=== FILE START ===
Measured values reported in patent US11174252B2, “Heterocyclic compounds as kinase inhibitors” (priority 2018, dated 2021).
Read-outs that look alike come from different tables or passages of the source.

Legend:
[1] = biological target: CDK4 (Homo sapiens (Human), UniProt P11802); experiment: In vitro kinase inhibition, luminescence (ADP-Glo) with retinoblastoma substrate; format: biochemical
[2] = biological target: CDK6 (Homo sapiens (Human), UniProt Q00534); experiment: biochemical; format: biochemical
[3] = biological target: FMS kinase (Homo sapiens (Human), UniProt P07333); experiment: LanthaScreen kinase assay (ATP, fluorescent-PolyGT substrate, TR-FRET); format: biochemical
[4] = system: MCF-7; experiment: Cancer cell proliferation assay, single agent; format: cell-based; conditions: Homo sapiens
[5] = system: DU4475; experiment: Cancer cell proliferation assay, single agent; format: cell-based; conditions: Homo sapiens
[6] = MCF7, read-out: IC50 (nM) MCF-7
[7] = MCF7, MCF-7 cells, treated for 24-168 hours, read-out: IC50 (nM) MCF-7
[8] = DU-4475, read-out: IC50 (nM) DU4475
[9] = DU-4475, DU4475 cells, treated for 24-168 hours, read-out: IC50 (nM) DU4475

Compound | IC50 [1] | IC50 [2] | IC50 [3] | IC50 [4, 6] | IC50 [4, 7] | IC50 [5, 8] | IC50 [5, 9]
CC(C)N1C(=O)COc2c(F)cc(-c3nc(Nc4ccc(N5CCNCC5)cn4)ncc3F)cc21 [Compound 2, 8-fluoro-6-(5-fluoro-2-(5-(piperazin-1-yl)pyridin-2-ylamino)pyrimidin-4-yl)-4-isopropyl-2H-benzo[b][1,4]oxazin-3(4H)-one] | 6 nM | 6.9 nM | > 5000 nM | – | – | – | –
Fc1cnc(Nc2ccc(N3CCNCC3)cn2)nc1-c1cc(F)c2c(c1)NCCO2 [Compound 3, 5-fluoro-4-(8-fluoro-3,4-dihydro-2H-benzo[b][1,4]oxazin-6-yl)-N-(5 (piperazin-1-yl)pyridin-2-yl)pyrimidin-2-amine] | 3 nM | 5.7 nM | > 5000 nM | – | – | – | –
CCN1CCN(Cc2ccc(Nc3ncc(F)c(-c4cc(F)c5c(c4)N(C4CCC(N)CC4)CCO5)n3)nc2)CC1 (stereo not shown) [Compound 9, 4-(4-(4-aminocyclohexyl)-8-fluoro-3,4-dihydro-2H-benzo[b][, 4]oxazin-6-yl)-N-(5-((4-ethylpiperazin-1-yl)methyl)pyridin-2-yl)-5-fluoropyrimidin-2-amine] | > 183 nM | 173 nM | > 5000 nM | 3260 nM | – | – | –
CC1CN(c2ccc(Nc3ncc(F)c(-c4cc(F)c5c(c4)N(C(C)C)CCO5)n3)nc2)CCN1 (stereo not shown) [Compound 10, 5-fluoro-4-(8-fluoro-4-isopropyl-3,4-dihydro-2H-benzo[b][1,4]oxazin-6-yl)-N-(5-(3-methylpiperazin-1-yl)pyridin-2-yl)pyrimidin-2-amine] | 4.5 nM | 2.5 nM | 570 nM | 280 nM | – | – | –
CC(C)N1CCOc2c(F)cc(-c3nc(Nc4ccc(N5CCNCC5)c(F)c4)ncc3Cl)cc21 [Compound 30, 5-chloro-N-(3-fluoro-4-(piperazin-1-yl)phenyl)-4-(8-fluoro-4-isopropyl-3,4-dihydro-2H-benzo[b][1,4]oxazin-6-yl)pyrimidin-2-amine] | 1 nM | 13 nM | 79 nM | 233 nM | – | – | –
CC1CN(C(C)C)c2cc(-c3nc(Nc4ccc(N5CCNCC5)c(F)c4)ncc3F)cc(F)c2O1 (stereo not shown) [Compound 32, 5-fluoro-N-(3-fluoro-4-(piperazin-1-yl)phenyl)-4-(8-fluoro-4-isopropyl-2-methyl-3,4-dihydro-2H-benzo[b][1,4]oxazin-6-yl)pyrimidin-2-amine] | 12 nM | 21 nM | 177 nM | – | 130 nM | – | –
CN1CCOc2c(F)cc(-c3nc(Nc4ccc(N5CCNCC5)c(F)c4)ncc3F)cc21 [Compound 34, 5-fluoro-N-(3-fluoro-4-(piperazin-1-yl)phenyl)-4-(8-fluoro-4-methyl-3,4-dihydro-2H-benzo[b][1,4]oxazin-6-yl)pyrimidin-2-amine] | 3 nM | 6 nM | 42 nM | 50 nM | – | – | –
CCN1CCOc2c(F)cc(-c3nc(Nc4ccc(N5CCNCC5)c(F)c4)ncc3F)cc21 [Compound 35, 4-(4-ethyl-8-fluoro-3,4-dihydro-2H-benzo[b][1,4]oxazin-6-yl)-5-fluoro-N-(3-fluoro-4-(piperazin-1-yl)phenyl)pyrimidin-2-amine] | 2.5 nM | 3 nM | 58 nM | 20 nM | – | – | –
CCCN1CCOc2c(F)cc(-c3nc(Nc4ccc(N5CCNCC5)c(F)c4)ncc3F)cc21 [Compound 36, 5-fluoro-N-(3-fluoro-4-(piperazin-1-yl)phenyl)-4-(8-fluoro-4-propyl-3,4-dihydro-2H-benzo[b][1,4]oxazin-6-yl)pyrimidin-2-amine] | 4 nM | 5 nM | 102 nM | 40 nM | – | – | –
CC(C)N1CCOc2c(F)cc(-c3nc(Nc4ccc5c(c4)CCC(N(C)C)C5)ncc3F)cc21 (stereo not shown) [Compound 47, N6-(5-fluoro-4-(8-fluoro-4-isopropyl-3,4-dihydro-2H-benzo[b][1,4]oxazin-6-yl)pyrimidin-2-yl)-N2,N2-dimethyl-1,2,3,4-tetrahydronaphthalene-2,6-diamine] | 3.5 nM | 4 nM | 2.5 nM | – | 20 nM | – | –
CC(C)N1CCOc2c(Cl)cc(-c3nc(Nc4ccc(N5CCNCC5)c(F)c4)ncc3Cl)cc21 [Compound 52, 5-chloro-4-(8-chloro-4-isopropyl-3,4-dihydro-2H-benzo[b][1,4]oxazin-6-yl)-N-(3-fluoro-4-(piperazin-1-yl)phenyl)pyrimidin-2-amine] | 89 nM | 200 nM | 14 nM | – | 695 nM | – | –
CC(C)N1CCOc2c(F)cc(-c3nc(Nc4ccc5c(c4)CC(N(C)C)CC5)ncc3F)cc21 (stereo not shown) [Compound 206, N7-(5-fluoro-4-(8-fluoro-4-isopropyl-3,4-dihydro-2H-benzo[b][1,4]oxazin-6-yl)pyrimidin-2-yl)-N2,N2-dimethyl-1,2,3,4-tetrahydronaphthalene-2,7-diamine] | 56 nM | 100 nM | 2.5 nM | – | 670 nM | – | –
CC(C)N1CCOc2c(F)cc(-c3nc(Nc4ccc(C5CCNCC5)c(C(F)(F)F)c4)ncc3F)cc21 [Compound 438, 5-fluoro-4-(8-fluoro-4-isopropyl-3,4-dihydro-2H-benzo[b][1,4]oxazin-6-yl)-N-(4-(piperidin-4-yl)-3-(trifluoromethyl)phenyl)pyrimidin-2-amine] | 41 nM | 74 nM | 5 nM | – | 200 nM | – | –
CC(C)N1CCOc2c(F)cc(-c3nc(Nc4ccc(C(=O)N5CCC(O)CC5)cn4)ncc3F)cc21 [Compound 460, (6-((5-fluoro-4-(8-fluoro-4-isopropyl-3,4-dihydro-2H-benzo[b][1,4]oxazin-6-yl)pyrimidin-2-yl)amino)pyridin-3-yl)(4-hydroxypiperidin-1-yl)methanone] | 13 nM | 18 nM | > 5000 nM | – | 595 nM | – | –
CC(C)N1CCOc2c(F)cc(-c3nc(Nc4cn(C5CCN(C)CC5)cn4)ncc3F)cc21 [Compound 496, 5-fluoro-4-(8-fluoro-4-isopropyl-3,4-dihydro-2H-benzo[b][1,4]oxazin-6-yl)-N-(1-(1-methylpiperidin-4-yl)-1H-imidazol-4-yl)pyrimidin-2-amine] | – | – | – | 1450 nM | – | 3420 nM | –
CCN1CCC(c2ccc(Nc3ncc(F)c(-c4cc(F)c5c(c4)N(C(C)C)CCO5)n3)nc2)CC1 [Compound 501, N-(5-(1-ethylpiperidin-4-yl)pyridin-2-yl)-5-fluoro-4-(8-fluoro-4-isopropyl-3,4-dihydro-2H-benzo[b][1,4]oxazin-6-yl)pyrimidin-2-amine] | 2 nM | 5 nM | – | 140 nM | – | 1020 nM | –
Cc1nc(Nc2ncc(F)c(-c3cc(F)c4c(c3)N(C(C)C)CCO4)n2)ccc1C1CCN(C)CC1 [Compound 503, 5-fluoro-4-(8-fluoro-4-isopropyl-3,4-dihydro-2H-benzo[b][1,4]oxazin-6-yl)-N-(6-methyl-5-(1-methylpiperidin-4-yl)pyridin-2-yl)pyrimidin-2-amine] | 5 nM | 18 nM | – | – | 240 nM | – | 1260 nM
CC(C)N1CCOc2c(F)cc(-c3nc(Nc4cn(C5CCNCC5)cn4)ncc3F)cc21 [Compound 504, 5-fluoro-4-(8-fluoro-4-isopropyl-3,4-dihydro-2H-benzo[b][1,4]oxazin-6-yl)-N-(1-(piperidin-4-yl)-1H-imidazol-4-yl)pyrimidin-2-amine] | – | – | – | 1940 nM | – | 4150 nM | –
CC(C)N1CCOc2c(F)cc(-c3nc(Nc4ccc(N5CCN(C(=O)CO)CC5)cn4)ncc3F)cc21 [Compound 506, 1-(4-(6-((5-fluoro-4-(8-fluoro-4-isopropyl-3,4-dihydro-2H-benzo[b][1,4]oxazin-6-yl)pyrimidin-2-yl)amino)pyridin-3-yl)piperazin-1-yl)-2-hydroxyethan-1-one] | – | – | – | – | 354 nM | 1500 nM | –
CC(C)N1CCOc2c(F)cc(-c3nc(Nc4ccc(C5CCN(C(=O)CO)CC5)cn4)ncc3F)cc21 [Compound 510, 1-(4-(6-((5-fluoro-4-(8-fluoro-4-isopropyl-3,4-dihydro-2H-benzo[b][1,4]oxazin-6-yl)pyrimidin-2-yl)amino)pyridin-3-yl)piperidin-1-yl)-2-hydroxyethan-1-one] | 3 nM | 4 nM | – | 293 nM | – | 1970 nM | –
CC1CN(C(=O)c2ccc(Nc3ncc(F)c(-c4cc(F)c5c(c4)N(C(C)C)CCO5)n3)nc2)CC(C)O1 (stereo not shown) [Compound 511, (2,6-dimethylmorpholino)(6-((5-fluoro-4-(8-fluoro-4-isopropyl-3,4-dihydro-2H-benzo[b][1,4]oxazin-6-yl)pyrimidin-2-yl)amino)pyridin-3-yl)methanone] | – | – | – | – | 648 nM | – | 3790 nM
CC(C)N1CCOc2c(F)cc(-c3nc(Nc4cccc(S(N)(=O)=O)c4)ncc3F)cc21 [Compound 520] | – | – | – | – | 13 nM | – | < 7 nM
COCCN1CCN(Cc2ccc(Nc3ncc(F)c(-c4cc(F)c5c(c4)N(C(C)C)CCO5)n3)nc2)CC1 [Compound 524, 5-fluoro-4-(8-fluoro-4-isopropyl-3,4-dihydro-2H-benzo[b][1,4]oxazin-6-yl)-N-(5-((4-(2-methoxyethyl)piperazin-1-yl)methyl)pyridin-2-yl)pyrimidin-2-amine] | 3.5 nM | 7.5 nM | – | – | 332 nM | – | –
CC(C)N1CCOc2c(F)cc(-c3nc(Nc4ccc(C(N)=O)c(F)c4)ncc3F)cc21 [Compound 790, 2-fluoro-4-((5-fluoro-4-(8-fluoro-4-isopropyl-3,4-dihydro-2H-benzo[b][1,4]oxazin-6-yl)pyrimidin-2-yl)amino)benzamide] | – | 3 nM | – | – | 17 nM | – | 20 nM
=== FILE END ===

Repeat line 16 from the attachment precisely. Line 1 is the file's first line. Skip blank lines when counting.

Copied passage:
CCN1CCN(Cc2ccc(Nc3ncc(F)c(-c4cc(F)c5c(c4)N(C4CCC(N)CC4)CCO5)n3)nc2)CC1 (stereo not shown) [Compound 9, 4-(4-(4-aminocyclohexyl)-8-fluoro-3,4-dihydro-2H-benzo[b][, 4]oxazin-6-yl)-N-(5-((4-ethylpiperazin-1-yl)methyl)pyridin-2-yl)-5-fluoropyrimidin-2-amine] | > 183 nM | 173 nM | > 5000 nM | 3260 nM | – | – | –